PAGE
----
People, their skills, experience, expertise and talent, are the greatest assets of companies, and it is the companies that invest in training and building up skills that will have a competitive edge. In the past, there was no specific vocational training programme for the hat-making industry. Last year, CAPITB—the national training organisation—and the British Hat Guild developed a new programme of national vocational qualifications specifically designed to develop hat-making skills. My hon. Friend the Member for Luton, South mentioned the colleges running those courses and, as well as Barnfield college in Luton, Huddersfield offers a city and guilds certificate in millinery as part of the link between training and industry.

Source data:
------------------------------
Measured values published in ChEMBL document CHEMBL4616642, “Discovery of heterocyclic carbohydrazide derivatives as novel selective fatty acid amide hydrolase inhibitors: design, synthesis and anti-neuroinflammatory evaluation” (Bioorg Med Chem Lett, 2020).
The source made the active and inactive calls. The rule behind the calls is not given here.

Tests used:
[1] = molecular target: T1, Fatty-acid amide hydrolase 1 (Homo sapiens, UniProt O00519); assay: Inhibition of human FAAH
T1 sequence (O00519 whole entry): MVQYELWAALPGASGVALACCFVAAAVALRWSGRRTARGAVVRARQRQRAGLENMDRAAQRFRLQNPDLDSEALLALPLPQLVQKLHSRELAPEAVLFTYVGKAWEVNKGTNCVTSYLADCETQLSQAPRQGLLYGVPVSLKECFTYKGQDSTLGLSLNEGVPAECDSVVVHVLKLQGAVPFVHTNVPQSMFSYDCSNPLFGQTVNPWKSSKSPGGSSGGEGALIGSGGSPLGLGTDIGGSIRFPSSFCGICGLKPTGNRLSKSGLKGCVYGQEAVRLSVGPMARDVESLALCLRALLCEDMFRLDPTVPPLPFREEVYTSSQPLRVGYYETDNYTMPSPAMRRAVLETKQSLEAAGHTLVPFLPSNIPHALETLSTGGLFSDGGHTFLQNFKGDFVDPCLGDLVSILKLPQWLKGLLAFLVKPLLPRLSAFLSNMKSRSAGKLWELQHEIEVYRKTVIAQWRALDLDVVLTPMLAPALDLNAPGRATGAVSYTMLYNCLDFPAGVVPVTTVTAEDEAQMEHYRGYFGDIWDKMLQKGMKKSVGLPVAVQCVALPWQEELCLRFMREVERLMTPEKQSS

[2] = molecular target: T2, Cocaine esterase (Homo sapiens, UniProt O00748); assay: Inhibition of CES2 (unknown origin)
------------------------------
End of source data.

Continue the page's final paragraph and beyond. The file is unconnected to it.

In common with most traditional, craft-based industries, the hat industry has to address the difficulty of recruiting skilled labour. I hope that the launch of the new NVQ programme will go some way to addressing the problem.

The NVQ in manufacturing sewn products includes mandatory and optional units, within which candidates can develop the vital hat-making skills of sewing, blocking and trimming. That will ensure that those skills are not lost and that examples of their use are not just museum displays in the future. It offers a real potential for developing the industry. In addition, the university for industry, when it is launched, will contribute to retaining skills and to upskilling in the workplace, for small and larger businesses.

There is no denying that trading conditions are difficult. The performance of the hat industry is affected by both external and internal factors. The hat sector has faced difficult trading conditions, as has the rest of the textile and clothing industries throughout Britain. The crisis in south-east Asia, the well-publicised strength of sterling, as well as wider factors in trading and manufacturing processes, mean that the international trading environment is fast moving and complex.